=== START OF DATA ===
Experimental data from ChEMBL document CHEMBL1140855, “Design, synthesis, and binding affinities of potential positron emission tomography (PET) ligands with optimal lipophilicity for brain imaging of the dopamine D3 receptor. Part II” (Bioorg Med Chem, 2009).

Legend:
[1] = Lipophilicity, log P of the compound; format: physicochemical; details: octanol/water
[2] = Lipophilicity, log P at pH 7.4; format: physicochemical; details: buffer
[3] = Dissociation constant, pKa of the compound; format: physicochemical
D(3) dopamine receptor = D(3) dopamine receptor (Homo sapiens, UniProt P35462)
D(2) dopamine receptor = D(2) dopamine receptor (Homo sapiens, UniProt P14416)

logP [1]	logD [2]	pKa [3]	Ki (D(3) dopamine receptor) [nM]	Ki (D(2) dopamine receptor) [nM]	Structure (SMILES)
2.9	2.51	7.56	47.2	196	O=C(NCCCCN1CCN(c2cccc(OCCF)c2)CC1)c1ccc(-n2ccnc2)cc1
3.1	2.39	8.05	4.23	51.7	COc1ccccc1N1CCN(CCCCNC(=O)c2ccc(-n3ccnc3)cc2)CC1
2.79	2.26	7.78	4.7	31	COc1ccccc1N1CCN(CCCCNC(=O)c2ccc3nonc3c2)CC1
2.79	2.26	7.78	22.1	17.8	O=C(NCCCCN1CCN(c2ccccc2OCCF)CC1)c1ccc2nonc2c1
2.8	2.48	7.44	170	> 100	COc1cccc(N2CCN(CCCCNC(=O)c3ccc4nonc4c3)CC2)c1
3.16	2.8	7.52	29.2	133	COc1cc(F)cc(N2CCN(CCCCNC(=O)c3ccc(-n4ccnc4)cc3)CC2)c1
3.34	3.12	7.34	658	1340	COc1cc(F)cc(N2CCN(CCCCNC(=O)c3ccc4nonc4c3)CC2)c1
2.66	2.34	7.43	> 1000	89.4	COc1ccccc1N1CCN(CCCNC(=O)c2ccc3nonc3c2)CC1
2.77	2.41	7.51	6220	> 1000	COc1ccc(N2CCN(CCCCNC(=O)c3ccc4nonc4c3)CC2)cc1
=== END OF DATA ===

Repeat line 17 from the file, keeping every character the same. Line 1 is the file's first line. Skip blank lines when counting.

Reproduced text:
2.77	2.41	7.51	6220	> 1000	COc1ccc(N2CCN(CCCCNC(=O)c3ccc4nonc4c3)CC2)cc1